June 29, 2019

In the Voice of Moreau:  Have you ever fallen in love before?  It is a powerful and emotional experience.  We invite our beloved into our home, our psyche.  There, we enjoy the comfort and consolation of having someone who is with us wherever we go.  We keep that one “in mind” at all times and our beloved in turn brings peace and a feeling of security in our hearts.  What is it like to fall in love with God? God is not an object that can be kept “in mind.” God is an infinite, pure and simple Spirit, but nevertheless constantly wants to be close to our souls and bring us a deep and infinite peace that does not go away.  And so he invites us to welcome the crucified Christ into our homes. As a kind of placeholder in the psyche, the Cross, which truly is the “image of the invisible God” (Col 1:15), unmistakably and unceasingly points us in the direction of the one, true God. Let us learn to recognize our Beloved in the shape of the Cross and in so doing enter into passionate union with the One whom our hearts have loved all along (Song 3:1).  Ave Crux, Spes Unica!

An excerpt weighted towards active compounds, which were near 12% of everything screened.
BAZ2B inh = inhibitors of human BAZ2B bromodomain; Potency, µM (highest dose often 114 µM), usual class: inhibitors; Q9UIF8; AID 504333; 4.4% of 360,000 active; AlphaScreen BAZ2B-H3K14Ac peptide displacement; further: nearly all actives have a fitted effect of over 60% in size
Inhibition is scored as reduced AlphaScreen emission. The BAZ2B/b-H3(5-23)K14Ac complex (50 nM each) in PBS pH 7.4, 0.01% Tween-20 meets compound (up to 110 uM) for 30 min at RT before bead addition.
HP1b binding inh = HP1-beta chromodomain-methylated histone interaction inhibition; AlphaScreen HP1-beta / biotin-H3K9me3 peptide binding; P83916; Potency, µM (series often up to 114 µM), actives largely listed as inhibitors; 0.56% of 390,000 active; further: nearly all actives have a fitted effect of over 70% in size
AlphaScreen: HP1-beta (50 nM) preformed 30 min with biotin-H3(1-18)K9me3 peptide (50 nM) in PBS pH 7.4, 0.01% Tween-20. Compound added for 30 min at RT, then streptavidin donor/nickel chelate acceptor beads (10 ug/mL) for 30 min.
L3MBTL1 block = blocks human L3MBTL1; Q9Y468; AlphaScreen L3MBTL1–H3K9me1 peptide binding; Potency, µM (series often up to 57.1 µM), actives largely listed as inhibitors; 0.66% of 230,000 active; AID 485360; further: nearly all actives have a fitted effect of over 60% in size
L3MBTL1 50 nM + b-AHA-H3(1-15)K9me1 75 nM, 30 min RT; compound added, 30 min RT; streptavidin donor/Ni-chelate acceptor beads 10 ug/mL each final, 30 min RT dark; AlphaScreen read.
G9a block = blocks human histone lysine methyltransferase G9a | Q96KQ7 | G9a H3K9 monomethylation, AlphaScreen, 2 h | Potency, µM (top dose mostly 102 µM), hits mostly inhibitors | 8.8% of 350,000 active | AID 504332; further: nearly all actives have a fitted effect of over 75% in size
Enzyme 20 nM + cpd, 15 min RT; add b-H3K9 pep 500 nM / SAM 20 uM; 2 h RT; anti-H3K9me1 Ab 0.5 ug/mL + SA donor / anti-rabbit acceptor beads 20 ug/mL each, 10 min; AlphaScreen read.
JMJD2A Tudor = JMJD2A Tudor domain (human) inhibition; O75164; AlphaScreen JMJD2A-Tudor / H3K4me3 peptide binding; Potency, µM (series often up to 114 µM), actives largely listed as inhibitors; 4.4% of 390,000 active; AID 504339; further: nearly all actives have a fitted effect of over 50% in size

Holy Cross Educator Response:  We all “fall in love” many times.  Differentiating among those persons deserving of an  everlasting love from those momentary infatuations can be difficult especially for young children and teenagers.  There is so much that entices us, that mesmerizes us for periods of time. This is a natural part of growing up and learning to make appropriate choices among so many “adorable” things and persons is ongoing.  Certainly, one aspect of heart formation for CSC educators is assisting students to understand the difference between so many infatuations and the persons that demand a perpetual loving commitment. Learning to recognize the Lord in the shape of the Cross is really not that difficult.  Each day, the news is filled with stories about people who are Christ crucified. The alien, the outcast, the destitute, the suffering child, the old, the infirm and the ignored are among the many who are crucified because of the human condition. Reflect upon the Beatitudes and you will identify those who suffer and yet are blessed.  Bringing students “to completeness” is to provide them with many opportunities to reflect upon suffering humanity, the blessed ones. In Blessed Moreau’s words: “We must provide our students with the competence to see and, then, the courage to act.” One cannot fall in love with the crucified Savior unless one, first, falls in love with suffering humanity.  Ave Crux Spes Unica!

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